Patent attorneys tend to focus on utility patents rather than design patents. Utility patents issue for "any new and useful process, machine, manufacture, or composition of matter, or any new useful improvement thereof." Design patents issue for "any new, original and ornamental design for an article of manufacture." In short, a utility patent protects a product's function while a design patent protects a product's looks.
Why do design patents get little attention? Part of the problem is the common myth that a design patent's narrow protection translates into little value. Detractors ask don't they merely prevent exact copying of the invention shown in the drawings? When assessing patentability, aren't we limited to considering ornamental features, and not able to leverage functional features contributing to performance? Can't a defendant readily design around to avoid infringement? Yes, it is hard to argue in favor of design patents, but somehow companies like to copy products that look cool. How much is that copying worth? Sometimes a lot. For example, about $500 million in damages in Apple v. Samsung was due to infringement of design patents.
Why don't they command more respect? Some patent attorneys are to blame as they raise such questions. Most patent attorneys like technical and legal challenges. We want to write a detailed document that elucidates a complex technology so even a layperson understands it, admires it, and upholds it in court. And yes we like an undertaking that can justify our legal fees!
But a design patent -- what's the challenge? It's more work than a trademark application, but isn't a design application: (1) a design application transmittal form; (2) an inventor's declaration; (3) a title; (4) a brief specification with a statement what is claimed is shown in the drawings; and (5) the drawings? Even prosecution is simple compared to utility applications. Professor Dennis Crouch recently noted in Design Patents are Still Relatively Quick "the bulk of design patents are issued within 12-months of the filing date and only a handful take more than three years to issue. As I have written before, most design patents issue without substantive rejection or amendment."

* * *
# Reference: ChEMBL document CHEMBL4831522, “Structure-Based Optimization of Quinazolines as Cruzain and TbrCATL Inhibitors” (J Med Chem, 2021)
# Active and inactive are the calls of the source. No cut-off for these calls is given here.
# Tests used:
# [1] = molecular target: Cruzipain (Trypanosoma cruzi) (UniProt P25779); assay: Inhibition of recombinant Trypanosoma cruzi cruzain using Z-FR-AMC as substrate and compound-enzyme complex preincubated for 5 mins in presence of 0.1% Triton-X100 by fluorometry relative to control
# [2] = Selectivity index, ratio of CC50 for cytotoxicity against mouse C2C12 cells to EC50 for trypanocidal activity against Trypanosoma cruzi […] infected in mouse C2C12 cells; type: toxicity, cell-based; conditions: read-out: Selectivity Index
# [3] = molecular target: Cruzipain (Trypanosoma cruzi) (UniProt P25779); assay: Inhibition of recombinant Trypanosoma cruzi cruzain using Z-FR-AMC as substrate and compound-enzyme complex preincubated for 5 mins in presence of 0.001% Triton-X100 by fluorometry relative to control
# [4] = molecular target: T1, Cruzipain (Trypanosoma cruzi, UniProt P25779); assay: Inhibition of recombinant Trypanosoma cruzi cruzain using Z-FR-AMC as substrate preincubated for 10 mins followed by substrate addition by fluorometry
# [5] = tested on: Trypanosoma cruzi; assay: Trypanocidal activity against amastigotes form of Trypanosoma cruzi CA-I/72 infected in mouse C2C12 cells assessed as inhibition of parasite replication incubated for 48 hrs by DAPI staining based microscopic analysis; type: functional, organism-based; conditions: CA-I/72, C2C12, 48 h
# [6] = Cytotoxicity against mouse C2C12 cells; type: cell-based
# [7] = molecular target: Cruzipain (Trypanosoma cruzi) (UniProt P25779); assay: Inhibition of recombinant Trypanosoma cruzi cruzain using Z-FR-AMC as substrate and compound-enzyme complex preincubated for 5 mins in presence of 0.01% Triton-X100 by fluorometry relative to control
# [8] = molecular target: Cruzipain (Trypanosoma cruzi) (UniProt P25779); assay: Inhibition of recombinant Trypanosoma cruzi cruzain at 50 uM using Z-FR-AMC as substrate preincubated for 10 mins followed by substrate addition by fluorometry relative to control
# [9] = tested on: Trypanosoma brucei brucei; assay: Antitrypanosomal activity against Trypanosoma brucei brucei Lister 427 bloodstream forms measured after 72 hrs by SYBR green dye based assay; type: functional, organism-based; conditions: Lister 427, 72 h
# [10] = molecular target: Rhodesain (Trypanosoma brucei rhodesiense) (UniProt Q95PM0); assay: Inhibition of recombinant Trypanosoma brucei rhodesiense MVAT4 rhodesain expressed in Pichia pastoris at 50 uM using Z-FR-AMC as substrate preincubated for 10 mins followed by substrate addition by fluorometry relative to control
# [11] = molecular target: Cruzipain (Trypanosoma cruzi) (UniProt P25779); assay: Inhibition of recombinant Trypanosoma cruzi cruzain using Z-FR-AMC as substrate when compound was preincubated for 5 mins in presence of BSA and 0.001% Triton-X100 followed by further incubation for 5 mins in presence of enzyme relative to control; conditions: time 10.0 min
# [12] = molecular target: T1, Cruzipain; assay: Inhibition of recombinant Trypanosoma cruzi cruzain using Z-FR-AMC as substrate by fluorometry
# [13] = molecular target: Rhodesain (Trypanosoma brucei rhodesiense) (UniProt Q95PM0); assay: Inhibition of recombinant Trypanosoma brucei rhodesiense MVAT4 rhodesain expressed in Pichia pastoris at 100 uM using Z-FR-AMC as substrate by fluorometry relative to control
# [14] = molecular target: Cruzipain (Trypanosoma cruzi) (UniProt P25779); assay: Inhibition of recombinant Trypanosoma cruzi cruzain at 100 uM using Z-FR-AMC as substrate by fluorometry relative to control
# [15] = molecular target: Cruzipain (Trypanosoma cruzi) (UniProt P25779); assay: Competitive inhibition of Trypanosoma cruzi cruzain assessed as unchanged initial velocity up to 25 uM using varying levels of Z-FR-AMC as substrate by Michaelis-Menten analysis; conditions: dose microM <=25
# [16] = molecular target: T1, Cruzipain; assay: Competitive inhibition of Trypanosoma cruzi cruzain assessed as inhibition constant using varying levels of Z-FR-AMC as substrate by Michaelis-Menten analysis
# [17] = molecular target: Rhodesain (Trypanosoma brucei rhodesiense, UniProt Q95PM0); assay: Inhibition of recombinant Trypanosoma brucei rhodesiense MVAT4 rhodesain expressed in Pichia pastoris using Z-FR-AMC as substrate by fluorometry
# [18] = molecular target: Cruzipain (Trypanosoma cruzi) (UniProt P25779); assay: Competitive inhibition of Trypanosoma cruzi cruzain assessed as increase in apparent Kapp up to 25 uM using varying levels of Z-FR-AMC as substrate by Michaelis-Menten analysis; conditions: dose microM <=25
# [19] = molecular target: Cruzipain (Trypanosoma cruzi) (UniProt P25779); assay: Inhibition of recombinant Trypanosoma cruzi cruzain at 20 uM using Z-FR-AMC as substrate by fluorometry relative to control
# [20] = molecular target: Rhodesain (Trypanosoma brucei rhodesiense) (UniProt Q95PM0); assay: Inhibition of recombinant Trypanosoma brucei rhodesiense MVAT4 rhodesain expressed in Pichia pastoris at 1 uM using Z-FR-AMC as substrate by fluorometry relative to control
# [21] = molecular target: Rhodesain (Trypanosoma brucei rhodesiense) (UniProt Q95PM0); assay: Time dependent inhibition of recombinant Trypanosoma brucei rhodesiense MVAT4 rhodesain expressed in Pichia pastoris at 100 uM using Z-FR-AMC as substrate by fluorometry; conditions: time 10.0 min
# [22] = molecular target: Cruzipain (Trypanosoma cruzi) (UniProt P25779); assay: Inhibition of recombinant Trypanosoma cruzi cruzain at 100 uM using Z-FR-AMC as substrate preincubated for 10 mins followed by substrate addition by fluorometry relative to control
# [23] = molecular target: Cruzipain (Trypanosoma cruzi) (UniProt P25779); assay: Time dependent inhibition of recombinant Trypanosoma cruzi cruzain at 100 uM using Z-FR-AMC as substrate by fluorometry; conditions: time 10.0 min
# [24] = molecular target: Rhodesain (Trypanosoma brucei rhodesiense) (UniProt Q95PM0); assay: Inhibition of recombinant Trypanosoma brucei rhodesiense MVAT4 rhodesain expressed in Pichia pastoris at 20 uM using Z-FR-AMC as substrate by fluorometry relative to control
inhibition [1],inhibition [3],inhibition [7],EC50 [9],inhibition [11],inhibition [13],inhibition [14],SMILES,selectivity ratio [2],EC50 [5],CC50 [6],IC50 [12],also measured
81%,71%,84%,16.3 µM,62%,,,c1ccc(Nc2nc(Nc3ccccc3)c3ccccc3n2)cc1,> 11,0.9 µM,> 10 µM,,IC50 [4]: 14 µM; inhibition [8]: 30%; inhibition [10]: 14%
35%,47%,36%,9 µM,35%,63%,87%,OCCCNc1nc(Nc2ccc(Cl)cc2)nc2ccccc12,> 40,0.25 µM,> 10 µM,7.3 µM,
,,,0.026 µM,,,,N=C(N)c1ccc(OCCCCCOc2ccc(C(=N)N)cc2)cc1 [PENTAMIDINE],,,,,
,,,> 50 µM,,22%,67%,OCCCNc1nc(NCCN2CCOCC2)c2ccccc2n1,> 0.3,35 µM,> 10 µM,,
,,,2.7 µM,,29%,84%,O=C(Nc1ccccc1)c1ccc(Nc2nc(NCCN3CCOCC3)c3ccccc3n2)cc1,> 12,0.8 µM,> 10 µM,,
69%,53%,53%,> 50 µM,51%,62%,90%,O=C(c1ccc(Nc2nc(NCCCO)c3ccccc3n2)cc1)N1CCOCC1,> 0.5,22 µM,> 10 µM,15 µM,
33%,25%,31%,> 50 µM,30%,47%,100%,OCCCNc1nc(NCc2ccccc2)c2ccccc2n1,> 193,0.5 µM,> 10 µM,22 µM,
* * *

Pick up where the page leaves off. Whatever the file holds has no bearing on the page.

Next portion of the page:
They are also inexpensive to prepare (AIPLA Economic Survey 2011 says the median price is $1500 in 2010) and prosecute: we compare the design drawings to prior drawings during prosecution. And the PTO typically allows the design application or issues rejections that can be overcome by amendment. Of course you need to foreign file within six months of filing in the USPTO, and remember the patent term runs 14 years from the issue date, soon to be 15 years.
On the other hand, I don't think one can delegate the preparation of design patents entirely to an assistant, because the scope of the protection is a legal judgment. It relates to the content of the drawings. In fact, the content matters a great deal when it comes time to determine whether or not a design patent is infringed. A design drawing should not include any superfluous information (e.g., patent owner's name). Trust me the patent owner's name won't be anywhere on the accused product. Structures that are not part of the design can be shown by broken lines to avoid unduly narrow protection. Thus, the design patent may (should) cover only a part of the entire article. For example, if you seek to protect a computer icon with a design patent, showing other icons on the same desktop is a really bad idea! Because design patents are inexpensive, protect against exact copying, and can be surprisingly valuable when the patented product looks cool, I expect many to follow Apple to get design patents to protect the way a product looks.
Copyright © 2013 Robert Moll. All rights reserved.